In 1987, O'Neal released the album Hearsay, which was certified gold in the US and yielded his biggest US hit in "Fake", which topped the R&B chart and reached #25 on the pop chart.[6] The song also peaked at #7 on the Billboard dance chart. The follow-up single, "Criticize", peaked at #4 on the R&B chart and #70 on the pop chart. The third single, "Never Knew Love Like This", another duet with Cherrelle, peaked at #2 on the R&B chart and #28 on the pop chart. However, by this time O'Neal was enjoying much greater success in the UK,[7] where Hearsay peaked at #4 on the UK Albums Chart, eventually being certified triple platinum and spawning six Top 40 hits on the UK Singles Chart. The most successful of these gave O'Neal his biggest UK hit when "Criticize" peaked at #4 on the chart in late 1987. It would later be featured in the 2008 video game Grand Theft Auto IV. "Fake" would become a UK Top 40 hit twice, first in 1987 followed by a remix ("Fake '88") in 1988. The "Hit Mix" (a megamix of O'Neal's greatest hits to date) also reached the UK Top 20 in December 1989.

In December 1988 O'Neal released a Christmas album, My Gift to You, featuring a cover of "The Christmas Song" that reached the UK Top 40.[7]

In 1991, O'Neal released his fourth album, All True Man.[7] The album was certified gold in the US, with the title track reaching #5 on the R&B chart and #43 on the pop chart. The album became his highest charting release in the UK, reaching #2 and going gold, although it ultimately sold fewer copies than Hearsay. The title track reached #18 on the UK Singles Chart. In 1992, his first greatest hits album, This Thing Called Love: The Greatest Hits of Alexander O'Neal, became another Top 5 success in the UK.[7]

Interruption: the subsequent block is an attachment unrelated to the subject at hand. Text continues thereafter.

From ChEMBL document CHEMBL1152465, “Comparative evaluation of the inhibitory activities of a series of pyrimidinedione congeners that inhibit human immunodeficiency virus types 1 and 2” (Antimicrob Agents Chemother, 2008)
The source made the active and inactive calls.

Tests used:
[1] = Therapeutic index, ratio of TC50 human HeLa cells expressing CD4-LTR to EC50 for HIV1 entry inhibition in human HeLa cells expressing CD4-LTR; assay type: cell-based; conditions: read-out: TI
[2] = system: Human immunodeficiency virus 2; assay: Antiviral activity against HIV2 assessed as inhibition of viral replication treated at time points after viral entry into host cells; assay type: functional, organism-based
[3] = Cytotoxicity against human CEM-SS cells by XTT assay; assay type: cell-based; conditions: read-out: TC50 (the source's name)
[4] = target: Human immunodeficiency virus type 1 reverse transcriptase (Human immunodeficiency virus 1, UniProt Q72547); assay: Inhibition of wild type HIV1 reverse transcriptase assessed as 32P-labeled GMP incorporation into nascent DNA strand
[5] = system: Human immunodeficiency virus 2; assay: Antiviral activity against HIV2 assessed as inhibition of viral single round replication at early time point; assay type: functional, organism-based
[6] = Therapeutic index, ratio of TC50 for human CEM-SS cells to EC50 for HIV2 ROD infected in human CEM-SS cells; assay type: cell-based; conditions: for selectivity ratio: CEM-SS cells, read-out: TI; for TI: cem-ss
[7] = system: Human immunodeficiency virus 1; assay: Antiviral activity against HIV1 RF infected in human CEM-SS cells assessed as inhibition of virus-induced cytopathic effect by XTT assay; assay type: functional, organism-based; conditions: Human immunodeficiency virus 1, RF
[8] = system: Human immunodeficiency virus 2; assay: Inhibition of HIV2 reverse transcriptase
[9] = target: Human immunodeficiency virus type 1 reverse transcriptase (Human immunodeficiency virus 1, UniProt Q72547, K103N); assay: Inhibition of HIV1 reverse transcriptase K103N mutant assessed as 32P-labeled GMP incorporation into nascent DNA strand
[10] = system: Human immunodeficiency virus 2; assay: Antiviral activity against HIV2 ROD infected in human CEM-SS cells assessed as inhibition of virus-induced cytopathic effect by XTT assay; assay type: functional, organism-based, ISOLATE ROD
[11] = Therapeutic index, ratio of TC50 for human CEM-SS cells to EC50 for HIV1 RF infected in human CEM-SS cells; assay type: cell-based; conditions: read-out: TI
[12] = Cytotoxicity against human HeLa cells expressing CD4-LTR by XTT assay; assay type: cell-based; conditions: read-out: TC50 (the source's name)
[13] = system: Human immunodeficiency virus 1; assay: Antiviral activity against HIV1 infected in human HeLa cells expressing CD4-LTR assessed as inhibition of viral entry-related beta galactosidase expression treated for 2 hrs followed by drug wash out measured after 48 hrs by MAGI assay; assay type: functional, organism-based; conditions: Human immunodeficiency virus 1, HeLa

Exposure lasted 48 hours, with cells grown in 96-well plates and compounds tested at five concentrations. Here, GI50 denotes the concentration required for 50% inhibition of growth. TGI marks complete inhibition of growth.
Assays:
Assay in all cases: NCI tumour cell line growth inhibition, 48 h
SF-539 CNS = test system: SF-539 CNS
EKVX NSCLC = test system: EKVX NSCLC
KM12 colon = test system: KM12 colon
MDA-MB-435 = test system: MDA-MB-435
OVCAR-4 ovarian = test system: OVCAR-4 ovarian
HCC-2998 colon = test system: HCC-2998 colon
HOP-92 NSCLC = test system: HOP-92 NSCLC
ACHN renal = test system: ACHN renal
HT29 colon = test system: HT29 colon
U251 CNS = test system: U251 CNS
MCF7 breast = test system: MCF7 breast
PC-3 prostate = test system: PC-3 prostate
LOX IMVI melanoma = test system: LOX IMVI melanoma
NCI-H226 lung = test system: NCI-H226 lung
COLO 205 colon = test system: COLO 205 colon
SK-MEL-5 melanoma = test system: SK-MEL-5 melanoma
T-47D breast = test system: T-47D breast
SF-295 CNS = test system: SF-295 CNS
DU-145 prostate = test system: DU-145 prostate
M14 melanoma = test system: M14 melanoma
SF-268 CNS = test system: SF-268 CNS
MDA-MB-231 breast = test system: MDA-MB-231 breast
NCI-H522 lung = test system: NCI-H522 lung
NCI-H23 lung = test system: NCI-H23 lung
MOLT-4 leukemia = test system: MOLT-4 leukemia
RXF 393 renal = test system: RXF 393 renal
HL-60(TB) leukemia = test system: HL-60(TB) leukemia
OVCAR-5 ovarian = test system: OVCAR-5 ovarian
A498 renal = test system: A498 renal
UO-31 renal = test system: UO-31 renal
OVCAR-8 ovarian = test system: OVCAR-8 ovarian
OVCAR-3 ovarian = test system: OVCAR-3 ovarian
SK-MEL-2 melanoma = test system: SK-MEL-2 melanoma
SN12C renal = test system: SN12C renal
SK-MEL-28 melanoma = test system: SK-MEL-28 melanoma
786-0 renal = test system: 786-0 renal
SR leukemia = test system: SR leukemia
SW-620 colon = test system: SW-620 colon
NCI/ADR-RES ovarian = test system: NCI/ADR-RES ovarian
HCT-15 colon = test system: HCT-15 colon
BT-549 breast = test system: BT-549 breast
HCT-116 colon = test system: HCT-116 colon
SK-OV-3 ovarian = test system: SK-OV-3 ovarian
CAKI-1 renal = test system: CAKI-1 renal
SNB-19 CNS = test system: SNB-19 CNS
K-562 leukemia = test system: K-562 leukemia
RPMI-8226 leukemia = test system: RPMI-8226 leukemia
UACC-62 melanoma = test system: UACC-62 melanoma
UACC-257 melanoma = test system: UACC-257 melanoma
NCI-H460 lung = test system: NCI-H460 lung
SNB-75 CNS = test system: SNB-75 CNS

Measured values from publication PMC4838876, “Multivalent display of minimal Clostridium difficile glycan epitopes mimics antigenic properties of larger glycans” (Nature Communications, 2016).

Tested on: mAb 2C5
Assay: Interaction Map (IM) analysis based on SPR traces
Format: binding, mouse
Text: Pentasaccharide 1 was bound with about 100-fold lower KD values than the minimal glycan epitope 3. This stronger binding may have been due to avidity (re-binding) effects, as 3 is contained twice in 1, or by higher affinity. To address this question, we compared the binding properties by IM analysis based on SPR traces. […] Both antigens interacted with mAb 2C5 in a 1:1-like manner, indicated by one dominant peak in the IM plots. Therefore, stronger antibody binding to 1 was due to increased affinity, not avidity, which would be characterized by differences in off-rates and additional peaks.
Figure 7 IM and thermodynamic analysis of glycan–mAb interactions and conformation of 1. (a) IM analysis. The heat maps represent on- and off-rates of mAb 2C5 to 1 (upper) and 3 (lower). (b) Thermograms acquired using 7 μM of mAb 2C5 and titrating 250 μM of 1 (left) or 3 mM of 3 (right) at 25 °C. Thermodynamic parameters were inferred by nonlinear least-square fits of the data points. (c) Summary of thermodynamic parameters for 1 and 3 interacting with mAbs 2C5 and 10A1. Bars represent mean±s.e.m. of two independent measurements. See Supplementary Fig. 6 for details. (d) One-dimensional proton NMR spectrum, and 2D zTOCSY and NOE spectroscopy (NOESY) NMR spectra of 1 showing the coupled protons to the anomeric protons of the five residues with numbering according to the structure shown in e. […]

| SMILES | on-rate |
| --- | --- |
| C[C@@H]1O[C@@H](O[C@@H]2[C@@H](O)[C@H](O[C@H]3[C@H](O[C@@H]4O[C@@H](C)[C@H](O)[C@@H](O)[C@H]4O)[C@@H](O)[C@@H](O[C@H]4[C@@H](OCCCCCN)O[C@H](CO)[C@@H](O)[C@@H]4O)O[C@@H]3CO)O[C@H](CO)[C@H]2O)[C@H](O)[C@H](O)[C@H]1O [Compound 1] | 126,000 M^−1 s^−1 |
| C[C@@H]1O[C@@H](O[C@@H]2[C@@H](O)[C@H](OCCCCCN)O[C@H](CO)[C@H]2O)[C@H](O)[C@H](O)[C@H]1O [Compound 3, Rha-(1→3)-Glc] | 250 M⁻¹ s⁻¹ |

In 1993, O'Neal's final album with the Tabu label, Love Makes No Sense, was released. This was the first album made without production from Jam and Lewis. Although it reached the UK Top 20 and two singles from the album reached the UK Top 40, sales were not as strong as his earlier releases. After leaving Tabu O'Neal signed for Motown, but no singles or albums were released.[8] In 1995, another greatest hits compilation, The Best of Alexander O'Neal, was released. A year later the compilation was re-released with three added tracks from O'Neal's short period with Motown.[9]

In 1996, his first album with One World Records, Lovers Again, was released. The album did not chart in the UK, though the single "Let's Get Together" reached the UK Top 40. In 2001, he released an album on Eagle Records, Saga of a Married Man. The album was produced by former Prince drummer, Bobby Z. In 2005, he recorded his first live album, Alexander O'Neal Live at Hammersmith Apollo, featuring songs from throughout his career.[citation needed]

In 2008, O'Neal released Alex Loves..., his first studio album in six years. The album peaked at #49 in the UK, and was his first charting album of new material in 15 years.

In 2014, O'Neal signed a new management deal with Howard Perl Management (Beverly Hills),[10] which awarded him extensive tours and a cast member on Celebrity Big Brother.

In June 2016, O'Neal collaborated with Manchester-based funk band, Mamma Freedom, on the single, "Fake", a re-recording of his 1987 single of the same name. The single was released shortly before O'Neal embarked upon a UK tour, with Mamma Freedom providing support.[citation needed]

In 2017, O'Neal collaborated with Manchester-based funk band Mamma Freedom on the album "Hearsay30", a re-recording of his 1987 album. The album was released on 1 December 2017.

In 2019, O'Neal made an appearance alongside Cherrelle at the Soul Train Awards[11] to pay tribute to long-time collaborators Jimmy Jam and Terry Lewis.

Television[edit]